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Monday, April 26, 2010

Sit on a Seton.

A fistula in ano is a traumatic experience. Fistula literally means a connection between two epithelial lined surfaces. When it happens in the anal canal, it becomes a fistula in ano. Usually not painful, it presents with discharge from a tiny opening (usually) seen just around the anal opening with a connection somewhere inside. The low one's are relatively easy to treat but the high trans-sphincteric one's are a pain in the ass! Literally.

One of the ways to treat this is a Seton Stitch!  The procedure involves running a surgical-grade cord through the fistula tract so that the cord creates a loop that joins up outside the fistula. The seton loop will slowly cut through tissue inside the loop while scarring behind the loop, essentially "pulling out" the fistula without surgery.

Now to put forth a human perspective and what the patient feels. This man had a high fistula and to complicate things he also had Grade II Haemorrhoids (Piles). He was in pain due to both of the above conditions. He had already undergone a surgery for the fistula once somewhere in Bangkok, but it had recurred. I'm assuming that this was so because they must have not realised how high it actually was at the time of surgery. This is what he had to go through. Keep in mind this is what we Surgeon's do for a living!

 1.) Get examined with a proctoscope

2.) Have some methylene blue (ink) injected into the fistula

3.) Get probed with a probe 

 4.) Get Operated on

 5.) Take Sclerotherapy Injection into the Piles

 6.) Come for dressings and follow up  

 Only Steps 2-4 get anaesthesia. The rest are to be tolerated.

Can you imagine how painful it must be? 

The person we operated on today was done under sedation and local anaesthesia and he was still howling in pain. We couldn't do much more for him as he was unfit for general / spinal anaesthesia. Such is life.

Friday, April 09, 2010

Voldemortish experience?


Assuming everyone who can read has read Harry Potter, I am relating this past week's experience to he who must not be named! We had a patient who underwent a SILS Laparoscopic Sleeve Gastrectomy last week. The surgery went off well and the patient tolerated the anaesthesia and post op pain quite admirably. The visit in the evening led to this post.

 I went to see her to check that everything was well. She was made to go to the toilet, sit up and even walked a bit. She had some amount of pain which was understandable considering her surgery was performed only hours earlier. She also had a very dry mouth, again obvious, since she was still nil orally post op. She was permitted to gargle and moisten her lips.

 I was waiting outside whilst she was doing this and suddenly her siblings comes running up to me and exclaims, "There's something wierd coming out of her mouth, it looks like a snake or something." Not one to miss out on an opportunity to see something this dramatic, I went on inside, not alarmed but mildly curious.

The patient's face was a picture of perplexity as she proceeded to stare at me and tell me that something funny was coming out of her and were we sure the surgery went of well! I asked her to open her mouth.

Sure enough, looking me straight in the face, swollen to a certain extent, her mouth opening in a way that made it seem to be projecting outwards, hence resembling the dreaded 'nagina'  was what she perceived to be the snake of her insides....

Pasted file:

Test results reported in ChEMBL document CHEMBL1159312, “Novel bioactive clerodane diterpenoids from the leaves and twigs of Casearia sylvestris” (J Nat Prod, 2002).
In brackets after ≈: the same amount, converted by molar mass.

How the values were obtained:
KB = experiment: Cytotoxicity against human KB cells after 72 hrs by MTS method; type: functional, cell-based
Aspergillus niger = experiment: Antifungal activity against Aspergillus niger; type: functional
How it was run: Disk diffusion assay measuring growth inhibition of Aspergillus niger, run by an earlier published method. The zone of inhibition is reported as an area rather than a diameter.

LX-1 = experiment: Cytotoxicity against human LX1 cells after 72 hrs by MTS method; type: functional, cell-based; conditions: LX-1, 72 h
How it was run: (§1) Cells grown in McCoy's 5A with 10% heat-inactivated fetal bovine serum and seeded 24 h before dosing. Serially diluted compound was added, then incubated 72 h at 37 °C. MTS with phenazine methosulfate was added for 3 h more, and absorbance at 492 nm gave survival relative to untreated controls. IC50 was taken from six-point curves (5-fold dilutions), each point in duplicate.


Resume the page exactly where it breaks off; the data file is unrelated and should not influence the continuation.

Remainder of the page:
Her Uvula!

P.S. At least it didn't look like this!

Thursday, April 01, 2010

Non Obese Fat.

Its been quiet for a while now, but you can always expect things to get interesting when you're working in surgery! This is an incident involving a lot of fat.


A man came to the clinic the other day with a very simple request. He had a swelling on his forehead that he wanted to get rid of. Fairly straightforward lipoma, I thought. We had a discussion and he was fine with everything and fixed a time for the surgery. He clearly was happy with what he heard because he then showed me his hands. He had the same type of swelling on both his forearms. He wanted to get those out too. Fine, I said. More for me to operate on!

 He then turned around and shifted through his hair and showed me one more at the back of the skull. I thought this would be a cyst (as is most likely in that area), but it too felt like a lipoma.
By now I was sure that there would be more so I just went out on a limb and asked him, "How many you have" (nothing to do with the ad really). He casually mentioned that he had many but he would like to get rid of only these 4. He then let me examine him completely (another reason why a complete physical is a must)

 I must have counted at least 50!!! Spread all over his body.....back, abdomen, legs, everywhere! It wasn't so much ugly as it was sad! For no fault of his own, he was bestowed upon with these fat deposits by someone higher up with a wierd sense of humour! He wasn't even overweight. He was in fact quite fit other than these little fat deposits all over his body.

The reason for him to get the 4 out was that they were the one's that could be seen. Everything else would be covered by his clothing so he was not bothered about them. He had even tried exercising and weight loss techniques for losing these fat buddies of his because someone had told him that they were fat, but forgot to explain that they had nothing to do with being overweight or obese!

 This is one fat problem you can't get rid of by going to the gym or walking it out!!

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